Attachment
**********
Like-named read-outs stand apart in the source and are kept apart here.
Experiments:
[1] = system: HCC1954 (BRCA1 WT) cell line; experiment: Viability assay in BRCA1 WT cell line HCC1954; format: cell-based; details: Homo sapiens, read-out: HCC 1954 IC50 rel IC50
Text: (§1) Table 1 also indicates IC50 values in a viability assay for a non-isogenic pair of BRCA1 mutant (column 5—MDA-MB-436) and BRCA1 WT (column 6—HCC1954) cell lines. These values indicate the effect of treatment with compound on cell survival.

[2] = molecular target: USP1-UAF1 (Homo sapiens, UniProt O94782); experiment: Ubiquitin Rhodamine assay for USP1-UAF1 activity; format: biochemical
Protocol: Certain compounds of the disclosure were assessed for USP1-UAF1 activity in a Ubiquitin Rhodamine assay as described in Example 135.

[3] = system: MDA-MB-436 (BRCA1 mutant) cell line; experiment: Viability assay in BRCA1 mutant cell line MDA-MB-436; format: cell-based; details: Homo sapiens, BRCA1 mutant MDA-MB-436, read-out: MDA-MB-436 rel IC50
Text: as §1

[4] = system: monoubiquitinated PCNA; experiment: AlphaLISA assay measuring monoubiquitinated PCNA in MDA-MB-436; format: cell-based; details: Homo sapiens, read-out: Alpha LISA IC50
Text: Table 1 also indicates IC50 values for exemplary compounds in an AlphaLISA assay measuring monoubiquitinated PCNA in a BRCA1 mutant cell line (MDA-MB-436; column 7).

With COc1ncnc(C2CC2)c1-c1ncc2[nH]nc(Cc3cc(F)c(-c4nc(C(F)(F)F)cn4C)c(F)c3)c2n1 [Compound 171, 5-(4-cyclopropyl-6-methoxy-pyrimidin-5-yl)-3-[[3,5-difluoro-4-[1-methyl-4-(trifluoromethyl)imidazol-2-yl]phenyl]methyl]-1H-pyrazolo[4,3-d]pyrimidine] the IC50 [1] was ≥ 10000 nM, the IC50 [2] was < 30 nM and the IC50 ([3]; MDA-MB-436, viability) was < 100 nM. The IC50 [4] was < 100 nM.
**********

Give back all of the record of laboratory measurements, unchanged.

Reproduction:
Like-named read-outs stand apart in the source and are kept apart here.
Experiments:
[1] = system: HCC1954 (BRCA1 WT) cell line; experiment: Viability assay in BRCA1 WT cell line HCC1954; format: cell-based; details: Homo sapiens, read-out: HCC 1954 IC50 rel IC50
Text: (§1) Table 1 also indicates IC50 values in a viability assay for a non-isogenic pair of BRCA1 mutant (column 5—MDA-MB-436) and BRCA1 WT (column 6—HCC1954) cell lines. These values indicate the effect of treatment with compound on cell survival.

[2] = molecular target: USP1-UAF1 (Homo sapiens, UniProt O94782); experiment: Ubiquitin Rhodamine assay for USP1-UAF1 activity; format: biochemical
Protocol: Certain compounds of the disclosure were assessed for USP1-UAF1 activity in a Ubiquitin Rhodamine assay as described in Example 135.

[3] = system: MDA-MB-436 (BRCA1 mutant) cell line; experiment: Viability assay in BRCA1 mutant cell line MDA-MB-436; format: cell-based; details: Homo sapiens, BRCA1 mutant MDA-MB-436, read-out: MDA-MB-436 rel IC50
Text: as §1

[4] = system: monoubiquitinated PCNA; experiment: AlphaLISA assay measuring monoubiquitinated PCNA in MDA-MB-436; format: cell-based; details: Homo sapiens, read-out: Alpha LISA IC50
Text: Table 1 also indicates IC50 values for exemplary compounds in an AlphaLISA assay measuring monoubiquitinated PCNA in a BRCA1 mutant cell line (MDA-MB-436; column 7).

With COc1ncnc(C2CC2)c1-c1ncc2[nH]nc(Cc3cc(F)c(-c4nc(C(F)(F)F)cn4C)c(F)c3)c2n1 [Compound 171, 5-(4-cyclopropyl-6-methoxy-pyrimidin-5-yl)-3-[[3,5-difluoro-4-[1-methyl-4-(trifluoromethyl)imidazol-2-yl]phenyl]methyl]-1H-pyrazolo[4,3-d]pyrimidine] the IC50 [1] was ≥ 10000 nM, the IC50 [2] was < 30 nM and the IC50 ([3]; MDA-MB-436, viability) was < 100 nM. The IC50 [4] was < 100 nM.